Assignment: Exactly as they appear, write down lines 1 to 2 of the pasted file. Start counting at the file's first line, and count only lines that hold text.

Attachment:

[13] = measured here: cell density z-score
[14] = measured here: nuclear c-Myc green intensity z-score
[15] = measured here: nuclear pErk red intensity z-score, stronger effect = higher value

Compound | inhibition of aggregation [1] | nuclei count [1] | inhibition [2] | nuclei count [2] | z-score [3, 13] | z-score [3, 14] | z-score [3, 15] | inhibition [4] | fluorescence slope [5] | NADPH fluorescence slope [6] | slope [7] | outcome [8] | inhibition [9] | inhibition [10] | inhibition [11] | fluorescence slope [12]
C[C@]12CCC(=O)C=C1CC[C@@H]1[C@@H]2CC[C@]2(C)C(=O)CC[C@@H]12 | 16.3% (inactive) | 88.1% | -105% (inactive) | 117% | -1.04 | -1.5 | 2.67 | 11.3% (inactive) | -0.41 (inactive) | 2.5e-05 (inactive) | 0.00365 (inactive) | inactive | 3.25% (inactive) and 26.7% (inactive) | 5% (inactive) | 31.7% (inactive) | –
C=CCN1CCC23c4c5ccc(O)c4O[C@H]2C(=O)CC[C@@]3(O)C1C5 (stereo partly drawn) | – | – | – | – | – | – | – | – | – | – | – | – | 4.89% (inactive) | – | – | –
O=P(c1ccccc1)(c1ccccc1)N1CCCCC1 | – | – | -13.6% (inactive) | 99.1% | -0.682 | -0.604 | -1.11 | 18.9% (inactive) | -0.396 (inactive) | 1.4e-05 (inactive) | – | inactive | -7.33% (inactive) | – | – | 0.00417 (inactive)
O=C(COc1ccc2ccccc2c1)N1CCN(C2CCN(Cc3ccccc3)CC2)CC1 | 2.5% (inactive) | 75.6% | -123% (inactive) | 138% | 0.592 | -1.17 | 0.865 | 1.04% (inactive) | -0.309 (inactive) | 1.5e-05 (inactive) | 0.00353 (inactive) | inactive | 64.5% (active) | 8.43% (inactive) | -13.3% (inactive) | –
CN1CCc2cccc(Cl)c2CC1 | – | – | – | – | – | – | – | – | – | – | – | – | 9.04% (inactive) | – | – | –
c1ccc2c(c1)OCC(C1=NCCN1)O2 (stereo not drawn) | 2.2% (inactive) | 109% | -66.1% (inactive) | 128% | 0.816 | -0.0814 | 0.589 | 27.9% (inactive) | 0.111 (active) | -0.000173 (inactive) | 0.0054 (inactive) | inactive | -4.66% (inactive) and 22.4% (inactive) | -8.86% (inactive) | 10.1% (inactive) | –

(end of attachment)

[13] = measured here: cell density z-score
[14] = measured here: nuclear c-Myc green intensity z-score